Maxim Dlugy talks to Der Spiegel

by ChessBase
10/13/2022 – After Maxim Dlugy's recent statement on the actions that brought him into the spotlight, suggesting a connection with the accusations Magnus Carlsen had initially made against Hans Niemann. In an interview with DER SPIEGEL, Europe's most influential news magazine and portal, Max speaks of those accusations for the first time and discusses whether he will take legal action.

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Ever since Magnus Carlsen first suggested GM Dlugy was somehow linked to the cheating accusations he had already made against Hans Niemann, the American grandmaster had refused to speak to the media on the subject. Then he released the statement a few days ago and finally has broken the silence with a lengthy interview with Der Spiegel

Link to full interview in English

On the incidents

DER SPIEGEL: Mr. Dlugy, let's start with the day it all began for you. On September 21, Magnus Carlsen mentioned your name in an interview concerning allegations of cheating against Hans Niemann. He said that you had done a good job mentoring Niemann. A backhanded compliment.

Dlugy: I was sitting in the car when a friend sent it to me. I read it and thought: that's good. Then he called me and said, "What do you mean that's good?" I said, "Well, he just congratulated me on being a good mentor, why isn't that good?" He replied, "What? Your name is being slandered and destroyed on Twitter." He explained to me that Magnus was claiming that there were parallels between Hans and his mentor, that the latter was helping him cheat. It was just crazy. When I got home, I looked at it and thought: Oh my God, these guys are just crazy. I have nothing to do with this.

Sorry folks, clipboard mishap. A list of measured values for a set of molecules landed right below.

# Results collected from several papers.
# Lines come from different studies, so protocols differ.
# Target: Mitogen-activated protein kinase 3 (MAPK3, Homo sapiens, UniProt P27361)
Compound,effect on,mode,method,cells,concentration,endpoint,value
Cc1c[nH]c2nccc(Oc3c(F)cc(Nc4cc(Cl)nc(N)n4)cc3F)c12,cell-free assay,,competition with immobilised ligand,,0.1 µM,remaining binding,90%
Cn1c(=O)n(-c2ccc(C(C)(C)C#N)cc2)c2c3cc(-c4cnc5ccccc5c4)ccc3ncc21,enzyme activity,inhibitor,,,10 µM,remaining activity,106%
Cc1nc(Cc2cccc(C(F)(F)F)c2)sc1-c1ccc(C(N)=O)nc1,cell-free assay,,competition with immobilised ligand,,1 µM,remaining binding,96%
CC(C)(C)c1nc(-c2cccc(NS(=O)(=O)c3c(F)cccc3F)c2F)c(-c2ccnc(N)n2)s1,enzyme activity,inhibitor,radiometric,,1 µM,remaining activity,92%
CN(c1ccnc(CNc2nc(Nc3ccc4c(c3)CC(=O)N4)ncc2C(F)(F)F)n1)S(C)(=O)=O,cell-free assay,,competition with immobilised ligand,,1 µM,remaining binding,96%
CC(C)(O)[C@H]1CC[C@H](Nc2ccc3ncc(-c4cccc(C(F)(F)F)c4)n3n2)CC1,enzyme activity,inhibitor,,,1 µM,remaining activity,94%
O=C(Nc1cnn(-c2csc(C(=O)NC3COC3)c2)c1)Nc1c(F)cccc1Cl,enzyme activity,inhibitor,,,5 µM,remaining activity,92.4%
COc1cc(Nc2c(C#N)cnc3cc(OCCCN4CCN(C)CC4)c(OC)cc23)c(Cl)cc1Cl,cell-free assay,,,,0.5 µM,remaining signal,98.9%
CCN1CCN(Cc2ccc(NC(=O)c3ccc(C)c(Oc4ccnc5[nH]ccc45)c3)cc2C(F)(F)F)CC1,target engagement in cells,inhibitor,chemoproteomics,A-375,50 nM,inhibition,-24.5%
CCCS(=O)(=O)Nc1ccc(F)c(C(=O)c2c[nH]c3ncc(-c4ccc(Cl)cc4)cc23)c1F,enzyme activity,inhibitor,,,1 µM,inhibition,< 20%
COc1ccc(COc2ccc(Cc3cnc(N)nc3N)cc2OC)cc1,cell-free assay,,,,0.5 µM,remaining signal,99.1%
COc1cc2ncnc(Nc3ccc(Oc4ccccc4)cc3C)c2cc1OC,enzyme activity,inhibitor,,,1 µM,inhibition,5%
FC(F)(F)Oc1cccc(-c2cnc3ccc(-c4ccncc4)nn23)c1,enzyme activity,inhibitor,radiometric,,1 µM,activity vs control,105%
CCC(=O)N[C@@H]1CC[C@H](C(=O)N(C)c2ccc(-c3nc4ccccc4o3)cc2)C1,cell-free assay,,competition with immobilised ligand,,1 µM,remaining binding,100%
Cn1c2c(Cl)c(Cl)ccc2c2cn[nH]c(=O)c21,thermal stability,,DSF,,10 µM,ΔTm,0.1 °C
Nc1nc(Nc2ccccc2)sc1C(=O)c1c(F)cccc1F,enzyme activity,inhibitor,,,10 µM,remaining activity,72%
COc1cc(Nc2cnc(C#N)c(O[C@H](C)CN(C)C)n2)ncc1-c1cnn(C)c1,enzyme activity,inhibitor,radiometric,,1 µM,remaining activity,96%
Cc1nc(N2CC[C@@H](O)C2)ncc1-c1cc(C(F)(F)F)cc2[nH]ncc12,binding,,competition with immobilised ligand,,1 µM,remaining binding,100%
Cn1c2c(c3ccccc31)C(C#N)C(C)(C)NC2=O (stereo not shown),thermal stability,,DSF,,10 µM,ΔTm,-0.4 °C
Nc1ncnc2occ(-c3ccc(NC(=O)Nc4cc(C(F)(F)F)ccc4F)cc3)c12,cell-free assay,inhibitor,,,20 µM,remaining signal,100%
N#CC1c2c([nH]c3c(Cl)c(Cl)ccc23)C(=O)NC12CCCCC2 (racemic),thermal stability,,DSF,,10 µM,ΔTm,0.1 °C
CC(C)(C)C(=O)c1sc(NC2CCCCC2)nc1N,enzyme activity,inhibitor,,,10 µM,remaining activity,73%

DER SPIEGEL: Before we get into that, let’s address the allegations, which came out shortly after Carlsen's comments, that you had cheated on in 2017 and 2020. Your account was suspended, though didn't announce the suspension at the time. Now, though, your confidential email traffic from the time has been leaked to Vice.

Dlugy: I was playing an online tournament on my account in 2017. As I was playing, I was explaining to my students gathered around me how I decide what moves to make. I wanted them to see how a grandmaster evaluates, and they were able to suggest moves to me. My students are much weaker players, so it wouldn't help me improve. But we discussed their ideas. Five months after I was suspended, I found out why I had been suspended. A student had been analyzing my game with an artificial intelligence program on his laptop or smartphone and suggesting the computer moves to me without me knowing where the suggestions had come from. They were, of course, good moves, so I often chose them. After the suspension, I had to deal with being called a cheater. That hurt me emotionally. I immediately contacted when I found out what had happened. They said OK, but this is still in violation of our fair play guidelines.